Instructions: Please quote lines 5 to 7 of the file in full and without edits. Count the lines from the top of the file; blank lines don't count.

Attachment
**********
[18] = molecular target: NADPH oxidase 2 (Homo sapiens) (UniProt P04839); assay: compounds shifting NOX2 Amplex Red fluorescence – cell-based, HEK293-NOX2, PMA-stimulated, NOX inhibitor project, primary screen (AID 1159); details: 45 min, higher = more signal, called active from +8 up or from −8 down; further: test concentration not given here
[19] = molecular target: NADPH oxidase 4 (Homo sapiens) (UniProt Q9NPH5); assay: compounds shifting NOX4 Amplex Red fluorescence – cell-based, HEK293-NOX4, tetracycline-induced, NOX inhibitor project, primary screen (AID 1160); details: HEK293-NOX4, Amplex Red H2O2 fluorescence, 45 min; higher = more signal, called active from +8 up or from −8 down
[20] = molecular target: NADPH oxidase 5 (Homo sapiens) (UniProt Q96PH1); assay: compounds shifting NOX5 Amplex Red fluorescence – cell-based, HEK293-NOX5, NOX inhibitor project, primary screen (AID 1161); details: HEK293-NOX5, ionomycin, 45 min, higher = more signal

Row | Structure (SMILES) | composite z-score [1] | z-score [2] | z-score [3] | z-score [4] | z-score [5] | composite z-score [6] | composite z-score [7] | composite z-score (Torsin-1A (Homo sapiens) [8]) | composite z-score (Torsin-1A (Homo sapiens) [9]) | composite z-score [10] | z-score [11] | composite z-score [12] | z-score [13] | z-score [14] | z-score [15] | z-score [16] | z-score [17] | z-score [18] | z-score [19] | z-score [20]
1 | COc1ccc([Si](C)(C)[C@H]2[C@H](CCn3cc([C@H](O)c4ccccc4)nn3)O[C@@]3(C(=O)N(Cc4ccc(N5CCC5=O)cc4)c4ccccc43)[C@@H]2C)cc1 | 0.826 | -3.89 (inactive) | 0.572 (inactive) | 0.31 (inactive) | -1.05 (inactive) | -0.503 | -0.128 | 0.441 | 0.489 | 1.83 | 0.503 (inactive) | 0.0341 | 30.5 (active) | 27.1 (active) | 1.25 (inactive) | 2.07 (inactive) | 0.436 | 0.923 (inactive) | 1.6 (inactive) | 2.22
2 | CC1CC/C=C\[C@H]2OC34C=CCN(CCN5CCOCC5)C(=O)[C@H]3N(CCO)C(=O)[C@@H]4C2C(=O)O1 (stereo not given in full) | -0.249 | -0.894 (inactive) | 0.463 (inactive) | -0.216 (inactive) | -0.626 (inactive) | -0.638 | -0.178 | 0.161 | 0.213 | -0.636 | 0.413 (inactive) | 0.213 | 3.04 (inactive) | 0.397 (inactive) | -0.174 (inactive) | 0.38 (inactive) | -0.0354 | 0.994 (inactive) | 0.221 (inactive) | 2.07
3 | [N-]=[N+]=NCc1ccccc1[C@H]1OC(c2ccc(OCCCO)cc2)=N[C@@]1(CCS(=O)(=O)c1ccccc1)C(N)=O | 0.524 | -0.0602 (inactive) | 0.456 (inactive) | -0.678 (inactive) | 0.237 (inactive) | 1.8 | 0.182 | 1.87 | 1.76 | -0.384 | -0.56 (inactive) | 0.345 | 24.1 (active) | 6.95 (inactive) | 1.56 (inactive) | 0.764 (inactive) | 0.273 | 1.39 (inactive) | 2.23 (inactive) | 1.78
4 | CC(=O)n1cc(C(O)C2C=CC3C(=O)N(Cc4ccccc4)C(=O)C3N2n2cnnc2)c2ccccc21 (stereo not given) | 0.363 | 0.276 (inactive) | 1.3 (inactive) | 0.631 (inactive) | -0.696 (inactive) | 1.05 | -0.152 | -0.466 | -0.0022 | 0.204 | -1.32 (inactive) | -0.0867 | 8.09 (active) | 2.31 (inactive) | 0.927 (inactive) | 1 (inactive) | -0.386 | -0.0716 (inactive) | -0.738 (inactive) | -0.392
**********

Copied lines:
1 | COc1ccc([Si](C)(C)[C@H]2[C@H](CCn3cc([C@H](O)c4ccccc4)nn3)O[C@@]3(C(=O)N(Cc4ccc(N5CCC5=O)cc4)c4ccccc43)[C@@H]2C)cc1 | 0.826 | -3.89 (inactive) | 0.572 (inactive) | 0.31 (inactive) | -1.05 (inactive) | -0.503 | -0.128 | 0.441 | 0.489 | 1.83 | 0.503 (inactive) | 0.0341 | 30.5 (active) | 27.1 (active) | 1.25 (inactive) | 2.07 (inactive) | 0.436 | 0.923 (inactive) | 1.6 (inactive) | 2.22
2 | CC1CC/C=C\[C@H]2OC34C=CCN(CCN5CCOCC5)C(=O)[C@H]3N(CCO)C(=O)[C@@H]4C2C(=O)O1 (stereo not given in full) | -0.249 | -0.894 (inactive) | 0.463 (inactive) | -0.216 (inactive) | -0.626 (inactive) | -0.638 | -0.178 | 0.161 | 0.213 | -0.636 | 0.413 (inactive) | 0.213 | 3.04 (inactive) | 0.397 (inactive) | -0.174 (inactive) | 0.38 (inactive) | -0.0354 | 0.994 (inactive) | 0.221 (inactive) | 2.07
3 | [N-]=[N+]=NCc1ccccc1[C@H]1OC(c2ccc(OCCCO)cc2)=N[C@@]1(CCS(=O)(=O)c1ccccc1)C(N)=O | 0.524 | -0.0602 (inactive) | 0.456 (inactive) | -0.678 (inactive) | 0.237 (inactive) | 1.8 | 0.182 | 1.87 | 1.76 | -0.384 | -0.56 (inactive) | 0.345 | 24.1 (active) | 6.95 (inactive) | 1.56 (inactive) | 0.764 (inactive) | 0.273 | 1.39 (inactive) | 2.23 (inactive) | 1.78